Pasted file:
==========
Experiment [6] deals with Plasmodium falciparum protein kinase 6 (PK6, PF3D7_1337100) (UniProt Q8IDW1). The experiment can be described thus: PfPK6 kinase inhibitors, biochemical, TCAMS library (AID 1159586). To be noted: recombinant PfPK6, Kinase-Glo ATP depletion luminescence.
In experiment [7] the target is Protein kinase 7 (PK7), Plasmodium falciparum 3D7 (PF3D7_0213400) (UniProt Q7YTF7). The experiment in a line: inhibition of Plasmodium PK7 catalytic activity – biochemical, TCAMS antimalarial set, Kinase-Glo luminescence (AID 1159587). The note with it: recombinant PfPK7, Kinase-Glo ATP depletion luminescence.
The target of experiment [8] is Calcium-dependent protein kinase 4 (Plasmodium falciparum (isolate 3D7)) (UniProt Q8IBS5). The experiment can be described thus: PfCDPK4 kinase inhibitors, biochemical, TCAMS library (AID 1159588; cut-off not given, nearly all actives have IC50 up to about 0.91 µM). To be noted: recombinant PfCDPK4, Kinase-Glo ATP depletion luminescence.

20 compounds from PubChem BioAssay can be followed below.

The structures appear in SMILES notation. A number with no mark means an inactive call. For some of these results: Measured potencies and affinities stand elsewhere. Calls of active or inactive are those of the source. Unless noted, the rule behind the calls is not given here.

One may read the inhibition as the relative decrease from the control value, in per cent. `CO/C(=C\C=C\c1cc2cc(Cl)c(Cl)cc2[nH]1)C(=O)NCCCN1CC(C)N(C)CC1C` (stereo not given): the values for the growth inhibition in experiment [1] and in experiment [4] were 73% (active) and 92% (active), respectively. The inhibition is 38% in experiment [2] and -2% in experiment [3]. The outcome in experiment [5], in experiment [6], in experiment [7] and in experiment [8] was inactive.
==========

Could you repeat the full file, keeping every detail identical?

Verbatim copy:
Experiment [6] deals with Plasmodium falciparum protein kinase 6 (PK6, PF3D7_1337100) (UniProt Q8IDW1). The experiment can be described thus: PfPK6 kinase inhibitors, biochemical, TCAMS library (AID 1159586). To be noted: recombinant PfPK6, Kinase-Glo ATP depletion luminescence.
In experiment [7] the target is Protein kinase 7 (PK7), Plasmodium falciparum 3D7 (PF3D7_0213400) (UniProt Q7YTF7). The experiment in a line: inhibition of Plasmodium PK7 catalytic activity – biochemical, TCAMS antimalarial set, Kinase-Glo luminescence (AID 1159587). The note with it: recombinant PfPK7, Kinase-Glo ATP depletion luminescence.
The target of experiment [8] is Calcium-dependent protein kinase 4 (Plasmodium falciparum (isolate 3D7)) (UniProt Q8IBS5). The experiment can be described thus: PfCDPK4 kinase inhibitors, biochemical, TCAMS library (AID 1159588; cut-off not given, nearly all actives have IC50 up to about 0.91 µM). To be noted: recombinant PfCDPK4, Kinase-Glo ATP depletion luminescence.

20 compounds from PubChem BioAssay can be followed below.

The structures appear in SMILES notation. A number with no mark means an inactive call. For some of these results: Measured potencies and affinities stand elsewhere. Calls of active or inactive are those of the source. Unless noted, the rule behind the calls is not given here.

One may read the inhibition as the relative decrease from the control value, in per cent. `CO/C(=C\C=C\c1cc2cc(Cl)c(Cl)cc2[nH]1)C(=O)NCCCN1CC(C)N(C)CC1C` (stereo not given): the values for the growth inhibition in experiment [1] and in experiment [4] were 73% (active) and 92% (active), respectively. The inhibition is 38% in experiment [2] and -2% in experiment [3]. The outcome in experiment [5], in experiment [6], in experiment [7] and in experiment [8] was inactive.